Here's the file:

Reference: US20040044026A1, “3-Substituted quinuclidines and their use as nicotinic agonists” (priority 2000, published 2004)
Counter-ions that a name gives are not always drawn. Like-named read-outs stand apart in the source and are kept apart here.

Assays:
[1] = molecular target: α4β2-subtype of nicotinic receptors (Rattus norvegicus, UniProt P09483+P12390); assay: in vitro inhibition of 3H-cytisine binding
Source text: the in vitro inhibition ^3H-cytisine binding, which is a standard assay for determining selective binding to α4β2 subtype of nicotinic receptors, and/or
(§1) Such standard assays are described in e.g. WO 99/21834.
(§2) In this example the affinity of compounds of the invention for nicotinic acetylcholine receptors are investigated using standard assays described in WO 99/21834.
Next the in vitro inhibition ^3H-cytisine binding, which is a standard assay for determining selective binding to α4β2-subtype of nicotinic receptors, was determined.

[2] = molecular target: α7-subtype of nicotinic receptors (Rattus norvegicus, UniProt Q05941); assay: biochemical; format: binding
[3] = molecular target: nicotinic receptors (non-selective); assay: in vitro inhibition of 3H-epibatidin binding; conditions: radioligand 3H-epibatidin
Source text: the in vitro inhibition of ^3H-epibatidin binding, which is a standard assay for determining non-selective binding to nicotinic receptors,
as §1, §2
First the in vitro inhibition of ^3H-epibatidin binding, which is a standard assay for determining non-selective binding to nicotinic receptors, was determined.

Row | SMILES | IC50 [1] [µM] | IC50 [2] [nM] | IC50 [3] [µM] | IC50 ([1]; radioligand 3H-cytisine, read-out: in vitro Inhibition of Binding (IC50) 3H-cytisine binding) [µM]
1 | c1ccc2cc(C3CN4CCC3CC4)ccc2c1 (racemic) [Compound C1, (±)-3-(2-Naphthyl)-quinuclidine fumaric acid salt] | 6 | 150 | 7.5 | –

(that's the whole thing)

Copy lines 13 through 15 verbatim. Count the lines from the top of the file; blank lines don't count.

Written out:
First the in vitro inhibition of ^3H-epibatidin binding, which is a standard assay for determining non-selective binding to nicotinic receptors, was determined.

Row | SMILES | IC50 [1] [µM] | IC50 [2] [nM] | IC50 [3] [µM] | IC50 ([1]; radioligand 3H-cytisine, read-out: in vitro Inhibition of Binding (IC50) 3H-cytisine binding) [µM]
1 | c1ccc2cc(C3CN4CCC3CC4)ccc2c1 (racemic) [Compound C1, (±)-3-(2-Naphthyl)-quinuclidine fumaric acid salt] | 6 | 150 | 7.5 | –